Free Cash Flow Construction and NPV / IRR Estimation RIC's research and development department has developed a small micro-processor and sensor
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Free Cash Flow Construction and NPV / IRR Estimation

RIC's research and development

department has developed a small micro-processor and sensor system specifically designed to control commercial landscape watering systems. Once programmed, the system would automatically sense the need for watering in each separate watering zone and then provide just the right amount of water to each zone. The project has now reached the stage where a decision must be made on whether to go forward with production.

The firm would need a new plant, which could be built and made ready for production two years after the "go" decision is made. The plant would require a 25-acre site, and RIC currently has an option to purchase a suitable tract for $1.2 million; the option could be exercised in late 1999. Building construction would begin in early 2000 and would continue through 2001. The building, which according to a special tax ruling has a MACRS 31.5 year recovery period, would cost an estimated $8 million; a $4 million payment would be made on December 31, 2000, and the remaining $4 million would be paid on December 31, 2001.


The necessary equipment would be installed late in 2001 and would be paid for on December 31, 2001. The equipment has a MACRS five year recovery period and would cost $10 million.


The project would also require an initial investment in net working capital equal to 12 percent of the estimated sales in the first year. The initial working capital investment would be made on December 31, 2001, and on December 31 of each following year net working capital would be increased by an amount equal to 12% of any sales increase expected during the coming year. The project's expected economic life is 6 years. At that time, the land is expected to have a market value of $1.7 million, the building a value of $1 million, and the equipment a value of $2 million. The marketing vice president believes that annual sales would be 25,000 units if the systems were priced at $2,200 each. The production department has estimated that the variable manufacturing costs would total about 65% of dollar sales, and that fixed overhead costs, excluding depreciation, would be $8 million for the first year of operations. Sales price and fixed overhead costs, other than depreciation, are projected to increase with inflation, which is expected to average 6% per year over the six year life of the project.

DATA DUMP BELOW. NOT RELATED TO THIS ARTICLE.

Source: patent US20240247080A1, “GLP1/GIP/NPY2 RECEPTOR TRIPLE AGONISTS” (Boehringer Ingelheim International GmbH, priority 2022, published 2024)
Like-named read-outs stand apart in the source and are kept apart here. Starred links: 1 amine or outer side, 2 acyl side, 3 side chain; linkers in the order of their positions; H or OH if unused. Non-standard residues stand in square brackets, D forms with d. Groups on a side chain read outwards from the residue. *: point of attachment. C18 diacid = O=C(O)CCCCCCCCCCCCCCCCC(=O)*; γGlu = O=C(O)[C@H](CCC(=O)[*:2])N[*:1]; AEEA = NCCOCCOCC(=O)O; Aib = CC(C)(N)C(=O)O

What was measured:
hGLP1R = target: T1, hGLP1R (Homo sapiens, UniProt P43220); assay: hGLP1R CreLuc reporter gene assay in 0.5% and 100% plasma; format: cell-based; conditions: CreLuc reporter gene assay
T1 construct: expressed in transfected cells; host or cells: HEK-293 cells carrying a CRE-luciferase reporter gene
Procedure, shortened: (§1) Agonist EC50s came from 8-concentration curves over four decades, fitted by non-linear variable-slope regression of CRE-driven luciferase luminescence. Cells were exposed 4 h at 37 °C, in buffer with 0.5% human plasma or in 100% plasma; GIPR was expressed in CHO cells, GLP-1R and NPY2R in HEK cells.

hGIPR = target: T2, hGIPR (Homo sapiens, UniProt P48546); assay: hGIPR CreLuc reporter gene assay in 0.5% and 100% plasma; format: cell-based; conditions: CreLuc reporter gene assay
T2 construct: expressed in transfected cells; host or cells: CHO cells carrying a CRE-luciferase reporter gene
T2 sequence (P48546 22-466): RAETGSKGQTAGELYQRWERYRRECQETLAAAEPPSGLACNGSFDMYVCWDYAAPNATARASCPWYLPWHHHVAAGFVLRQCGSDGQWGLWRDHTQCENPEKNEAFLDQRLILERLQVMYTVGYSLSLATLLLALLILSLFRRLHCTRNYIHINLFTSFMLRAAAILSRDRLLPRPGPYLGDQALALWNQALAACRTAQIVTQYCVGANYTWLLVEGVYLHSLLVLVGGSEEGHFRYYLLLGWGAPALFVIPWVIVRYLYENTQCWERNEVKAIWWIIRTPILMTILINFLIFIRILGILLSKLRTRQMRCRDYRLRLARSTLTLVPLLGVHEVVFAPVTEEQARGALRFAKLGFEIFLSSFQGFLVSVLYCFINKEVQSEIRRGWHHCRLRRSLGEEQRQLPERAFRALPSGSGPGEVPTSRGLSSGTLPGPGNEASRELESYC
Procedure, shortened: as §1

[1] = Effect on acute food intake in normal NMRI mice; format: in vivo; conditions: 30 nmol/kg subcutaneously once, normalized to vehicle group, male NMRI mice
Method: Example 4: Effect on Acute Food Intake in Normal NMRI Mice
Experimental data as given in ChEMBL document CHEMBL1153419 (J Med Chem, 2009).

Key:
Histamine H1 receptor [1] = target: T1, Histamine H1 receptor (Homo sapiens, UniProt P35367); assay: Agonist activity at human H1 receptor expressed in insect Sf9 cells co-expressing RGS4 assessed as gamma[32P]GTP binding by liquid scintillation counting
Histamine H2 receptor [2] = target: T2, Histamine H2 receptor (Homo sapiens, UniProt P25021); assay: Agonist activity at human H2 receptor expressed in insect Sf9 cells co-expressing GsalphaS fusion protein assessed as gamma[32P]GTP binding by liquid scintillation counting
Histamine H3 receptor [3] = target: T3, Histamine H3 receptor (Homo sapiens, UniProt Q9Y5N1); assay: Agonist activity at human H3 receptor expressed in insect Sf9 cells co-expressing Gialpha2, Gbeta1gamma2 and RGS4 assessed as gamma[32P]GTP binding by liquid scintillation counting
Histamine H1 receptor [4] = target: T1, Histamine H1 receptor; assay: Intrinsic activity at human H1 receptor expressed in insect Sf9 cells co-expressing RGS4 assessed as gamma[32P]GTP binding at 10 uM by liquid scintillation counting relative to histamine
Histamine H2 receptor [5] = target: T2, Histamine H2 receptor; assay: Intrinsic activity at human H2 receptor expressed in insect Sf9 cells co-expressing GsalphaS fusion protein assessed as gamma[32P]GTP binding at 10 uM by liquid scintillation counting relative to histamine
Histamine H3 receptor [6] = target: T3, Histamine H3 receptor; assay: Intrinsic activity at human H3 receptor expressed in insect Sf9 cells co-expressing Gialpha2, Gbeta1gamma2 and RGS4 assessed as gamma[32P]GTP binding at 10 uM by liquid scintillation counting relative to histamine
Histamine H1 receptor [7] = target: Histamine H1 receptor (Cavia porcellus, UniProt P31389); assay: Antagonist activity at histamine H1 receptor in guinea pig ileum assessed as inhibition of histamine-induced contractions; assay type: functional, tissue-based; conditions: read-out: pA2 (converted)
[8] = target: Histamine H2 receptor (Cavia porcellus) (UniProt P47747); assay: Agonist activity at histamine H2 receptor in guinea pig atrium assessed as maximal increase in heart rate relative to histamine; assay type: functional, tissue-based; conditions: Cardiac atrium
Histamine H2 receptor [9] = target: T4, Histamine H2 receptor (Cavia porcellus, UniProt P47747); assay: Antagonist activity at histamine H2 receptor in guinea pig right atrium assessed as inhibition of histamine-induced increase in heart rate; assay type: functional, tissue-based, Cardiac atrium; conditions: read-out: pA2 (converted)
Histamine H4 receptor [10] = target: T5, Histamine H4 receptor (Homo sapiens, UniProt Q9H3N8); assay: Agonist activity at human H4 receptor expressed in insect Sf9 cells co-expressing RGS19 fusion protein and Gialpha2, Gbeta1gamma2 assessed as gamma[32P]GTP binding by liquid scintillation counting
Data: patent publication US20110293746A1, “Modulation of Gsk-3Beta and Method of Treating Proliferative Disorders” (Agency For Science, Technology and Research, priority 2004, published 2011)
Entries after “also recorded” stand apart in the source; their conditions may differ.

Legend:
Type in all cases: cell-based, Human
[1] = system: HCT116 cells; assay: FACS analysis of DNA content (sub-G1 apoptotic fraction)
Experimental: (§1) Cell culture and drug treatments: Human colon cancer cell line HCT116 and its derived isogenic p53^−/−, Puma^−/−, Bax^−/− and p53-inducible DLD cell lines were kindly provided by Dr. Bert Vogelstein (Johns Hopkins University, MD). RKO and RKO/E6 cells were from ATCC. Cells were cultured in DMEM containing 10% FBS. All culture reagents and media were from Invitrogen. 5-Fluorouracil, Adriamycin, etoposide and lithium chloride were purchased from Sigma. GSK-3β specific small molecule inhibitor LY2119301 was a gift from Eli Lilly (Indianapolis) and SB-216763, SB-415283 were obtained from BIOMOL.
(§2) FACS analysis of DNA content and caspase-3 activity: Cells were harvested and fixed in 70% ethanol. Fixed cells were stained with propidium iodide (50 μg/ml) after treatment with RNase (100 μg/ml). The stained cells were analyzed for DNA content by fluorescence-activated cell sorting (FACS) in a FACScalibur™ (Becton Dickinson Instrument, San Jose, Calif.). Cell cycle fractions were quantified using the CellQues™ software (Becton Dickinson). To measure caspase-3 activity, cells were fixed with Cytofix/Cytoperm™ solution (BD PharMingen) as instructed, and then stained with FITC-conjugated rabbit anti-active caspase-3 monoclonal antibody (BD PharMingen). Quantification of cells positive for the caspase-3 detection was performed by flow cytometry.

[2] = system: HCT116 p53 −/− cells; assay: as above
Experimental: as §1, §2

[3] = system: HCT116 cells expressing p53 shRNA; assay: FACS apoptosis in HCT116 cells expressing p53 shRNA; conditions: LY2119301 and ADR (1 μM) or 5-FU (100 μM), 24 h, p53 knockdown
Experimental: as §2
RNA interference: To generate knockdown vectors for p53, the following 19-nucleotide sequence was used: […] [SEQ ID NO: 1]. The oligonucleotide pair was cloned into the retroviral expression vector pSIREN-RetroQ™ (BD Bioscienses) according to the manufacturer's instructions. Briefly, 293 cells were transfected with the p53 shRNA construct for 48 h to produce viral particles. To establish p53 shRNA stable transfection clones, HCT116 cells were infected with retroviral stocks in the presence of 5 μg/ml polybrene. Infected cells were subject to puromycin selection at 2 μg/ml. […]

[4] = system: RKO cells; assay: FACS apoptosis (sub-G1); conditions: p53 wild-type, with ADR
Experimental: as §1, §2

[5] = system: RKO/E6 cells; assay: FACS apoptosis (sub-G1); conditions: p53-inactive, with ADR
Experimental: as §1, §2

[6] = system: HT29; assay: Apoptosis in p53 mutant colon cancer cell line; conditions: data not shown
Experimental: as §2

RIC's marginal federal-plus-state tax rate is 40%; its weighted average cost of capital is 11.5%; and the company's policy, for capital budgeting purposes is to assume that cash flows occur at the end of each year. Since the plant would begin operation on January 1, 2002, the first operating cash flows would be realized on December 3, 2002.

As one of the company's financial analysts, you have been assigned to conduct the capital budgeting analysis. For now, you may assume that the project has the same risk as the firm's existing assets; hence you may use the corporate cost of capital, 11.5%, for this project.


Risk Analysis of the Project

Perform the risk analysis of the project.

Sensitivity Analysis:

What if unit sales fall by 20 percent below the most likely level?

What if the sales price per unit falls?

What if the variable costs are 65 percent of dollar sales rather than the expected 60 percent?

Scenario Analysis:

RIC managers are fairly confident of their estimates for all the project's cash flow variables except price and unit sales. Further, they regard a drop in sales below 15,000 units or a rise above 35,000 units as being extremely unlikely. Similarly, they expect the sales price as set in the marketplace to lie within the range of $1,700 to $2,700. Thus 15,000 units at a price of $1,700 defines the lower bound, or the worst-case scenario, whereas 35,000 units at a price of $2,700 defines the upper bound or best-case scenario (with the probability of 25% each). Remember that the base-case values are 25,000 units at a price of $2,200.

Monte Carlo Simulation:

Perform a simulation analysis on RIC's watering system project assuming that sales price is normally distributed with mean of $2,200 and standard deviation of approximately $167 (we reached this number by dividing 500 by 3 where 500 plus/minus is the maximum range of the price as outlined before). Moreover, also assume that the expected units of sales are 25,000 and sales can go as high as 40,000 units (max production capacity) in case of excess demand and can go as low as 10,000 in case of low demand. 


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